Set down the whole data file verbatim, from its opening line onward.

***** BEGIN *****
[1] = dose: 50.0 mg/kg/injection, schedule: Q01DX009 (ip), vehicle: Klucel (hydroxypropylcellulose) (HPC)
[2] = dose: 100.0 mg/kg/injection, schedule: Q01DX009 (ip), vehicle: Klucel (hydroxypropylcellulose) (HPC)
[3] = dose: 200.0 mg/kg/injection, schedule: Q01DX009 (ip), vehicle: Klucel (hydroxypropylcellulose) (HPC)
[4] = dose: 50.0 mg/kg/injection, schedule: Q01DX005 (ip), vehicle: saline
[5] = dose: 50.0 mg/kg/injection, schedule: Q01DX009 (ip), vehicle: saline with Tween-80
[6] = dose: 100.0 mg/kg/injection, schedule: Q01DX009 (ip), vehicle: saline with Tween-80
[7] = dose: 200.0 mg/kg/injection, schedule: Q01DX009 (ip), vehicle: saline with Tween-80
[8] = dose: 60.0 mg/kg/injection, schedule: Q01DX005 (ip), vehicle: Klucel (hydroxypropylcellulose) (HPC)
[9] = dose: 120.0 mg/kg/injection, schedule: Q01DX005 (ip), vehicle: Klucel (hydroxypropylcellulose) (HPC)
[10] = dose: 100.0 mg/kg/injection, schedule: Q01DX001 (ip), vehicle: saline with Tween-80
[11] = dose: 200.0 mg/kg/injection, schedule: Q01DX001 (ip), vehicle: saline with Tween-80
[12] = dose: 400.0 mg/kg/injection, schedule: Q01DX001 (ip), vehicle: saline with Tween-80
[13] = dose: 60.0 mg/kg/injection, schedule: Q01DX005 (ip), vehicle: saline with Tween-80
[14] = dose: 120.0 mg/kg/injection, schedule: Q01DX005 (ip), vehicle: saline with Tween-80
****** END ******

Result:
[1] = dose: 50.0 mg/kg/injection, schedule: Q01DX009 (ip), vehicle: Klucel (hydroxypropylcellulose) (HPC)
[2] = dose: 100.0 mg/kg/injection, schedule: Q01DX009 (ip), vehicle: Klucel (hydroxypropylcellulose) (HPC)
[3] = dose: 200.0 mg/kg/injection, schedule: Q01DX009 (ip), vehicle: Klucel (hydroxypropylcellulose) (HPC)
[4] = dose: 50.0 mg/kg/injection, schedule: Q01DX005 (ip), vehicle: saline
[5] = dose: 50.0 mg/kg/injection, schedule: Q01DX009 (ip), vehicle: saline with Tween-80
[6] = dose: 100.0 mg/kg/injection, schedule: Q01DX009 (ip), vehicle: saline with Tween-80
[7] = dose: 200.0 mg/kg/injection, schedule: Q01DX009 (ip), vehicle: saline with Tween-80
[8] = dose: 60.0 mg/kg/injection, schedule: Q01DX005 (ip), vehicle: Klucel (hydroxypropylcellulose) (HPC)
[9] = dose: 120.0 mg/kg/injection, schedule: Q01DX005 (ip), vehicle: Klucel (hydroxypropylcellulose) (HPC)
[10] = dose: 100.0 mg/kg/injection, schedule: Q01DX001 (ip), vehicle: saline with Tween-80
[11] = dose: 200.0 mg/kg/injection, schedule: Q01DX001 (ip), vehicle: saline with Tween-80
[12] = dose: 400.0 mg/kg/injection, schedule: Q01DX001 (ip), vehicle: saline with Tween-80
[13] = dose: 60.0 mg/kg/injection, schedule: Q01DX005 (ip), vehicle: saline with Tween-80
[14] = dose: 120.0 mg/kg/injection, schedule: Q01DX005 (ip), vehicle: saline with Tween-80